OPEC says global oil glut almost gone as output ticks up slightly

Posted May 15, 2018

Otunuga told Arab News that the price of oil has further room to rise this week.

Prices received a boost last week following President Donald Trump's announcement on May 8 that the USA would withdraw from the Iranian nuclear deal.

Fears of a trade war emerged in April when both sides engaged in a multi-billion dollar tit-for-tat over tariffs.

WTI light sweet oil was up 10 cents at USD70.80 a barrel, staying near last week's 4-year peak.

The West Texas Intermediate for June delivery rose 0.26 US dollar to settle at 70.96 dollars a barrel on the New York Mercantile Exchange, while Brent crude for July delivery rose 1.11 dollars to close at 78.23 dollars a barrel on the London ICE Futures Exchange.

Markets were dampened somewhat by a monthly market report from the Organization of Petroleum Exporting Countries that made few major revisions to its global expectations.

The Brent crude and U.S. oil elevated more than 3%, which hiked the oil prices.

In a report on Monday, OPEC said oil inventories in developed nations in March fell to 9 million barrels above the five-year average.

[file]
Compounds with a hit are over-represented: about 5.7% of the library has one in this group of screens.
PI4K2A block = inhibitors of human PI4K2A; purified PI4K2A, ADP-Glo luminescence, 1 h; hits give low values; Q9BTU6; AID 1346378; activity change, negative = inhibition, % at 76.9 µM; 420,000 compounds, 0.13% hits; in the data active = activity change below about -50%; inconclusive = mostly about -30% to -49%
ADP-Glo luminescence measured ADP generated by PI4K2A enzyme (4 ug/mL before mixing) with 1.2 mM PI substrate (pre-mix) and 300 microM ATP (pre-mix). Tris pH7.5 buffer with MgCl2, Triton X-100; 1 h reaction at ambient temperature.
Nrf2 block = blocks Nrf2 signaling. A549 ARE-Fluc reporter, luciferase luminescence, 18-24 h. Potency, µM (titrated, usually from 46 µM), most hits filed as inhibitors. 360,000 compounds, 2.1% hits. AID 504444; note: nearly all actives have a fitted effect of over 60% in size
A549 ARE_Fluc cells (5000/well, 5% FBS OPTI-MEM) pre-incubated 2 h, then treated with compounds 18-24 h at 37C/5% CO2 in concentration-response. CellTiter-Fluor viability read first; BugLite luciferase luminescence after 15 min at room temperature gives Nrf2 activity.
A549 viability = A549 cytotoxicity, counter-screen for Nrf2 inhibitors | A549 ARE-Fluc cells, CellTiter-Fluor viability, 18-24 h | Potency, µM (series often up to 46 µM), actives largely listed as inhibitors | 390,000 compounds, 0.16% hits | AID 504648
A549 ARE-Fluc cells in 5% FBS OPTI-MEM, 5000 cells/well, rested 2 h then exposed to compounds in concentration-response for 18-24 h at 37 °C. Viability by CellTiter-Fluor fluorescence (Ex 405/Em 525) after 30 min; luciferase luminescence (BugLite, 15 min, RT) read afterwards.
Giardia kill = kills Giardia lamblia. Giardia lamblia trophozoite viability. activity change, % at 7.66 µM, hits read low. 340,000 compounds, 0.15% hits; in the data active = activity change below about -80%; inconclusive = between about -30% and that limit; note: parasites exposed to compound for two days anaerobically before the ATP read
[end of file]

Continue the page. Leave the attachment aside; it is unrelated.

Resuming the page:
OPEC economists, however, expressed concern on spending on future projects in the industry. The IMF said it expects the price of oil to be in the $60 range on average through next year, which would represent a 20 percent increase over last year.

But booming output of USA shale producers - eager to cash in on a rally in oil prices since late past year - has proven a headache for combined efforts by both OPEC members and non-members to cut back production to combat a global oil glut.

Improving conditions for shale-derived oil and gas pushed total USA capacity past the 10m bbl/day mark in November last year, with the country expected to account for 1.5m bbl/day of the projected 1.7 m bbl/day supply growth from non-OPEC producers this year.

Nevertheless, it was "evident that uncertainties remain as to the forecast pace of growth of non-OPEC supply for the remainder of the year", the cartel cautioned. This compares to 340 million barrels above the average in January 2017.